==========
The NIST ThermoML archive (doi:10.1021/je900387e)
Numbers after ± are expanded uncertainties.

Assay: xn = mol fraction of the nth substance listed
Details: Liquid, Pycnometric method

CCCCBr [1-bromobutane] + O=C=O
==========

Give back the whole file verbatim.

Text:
The NIST ThermoML archive (doi:10.1021/je900387e)
Numbers after ± are expanded uncertainties.

Assay: xn = mol fraction of the nth substance listed
Details: Liquid, Pycnometric method

CCCCBr [1-bromobutane] + O=C=O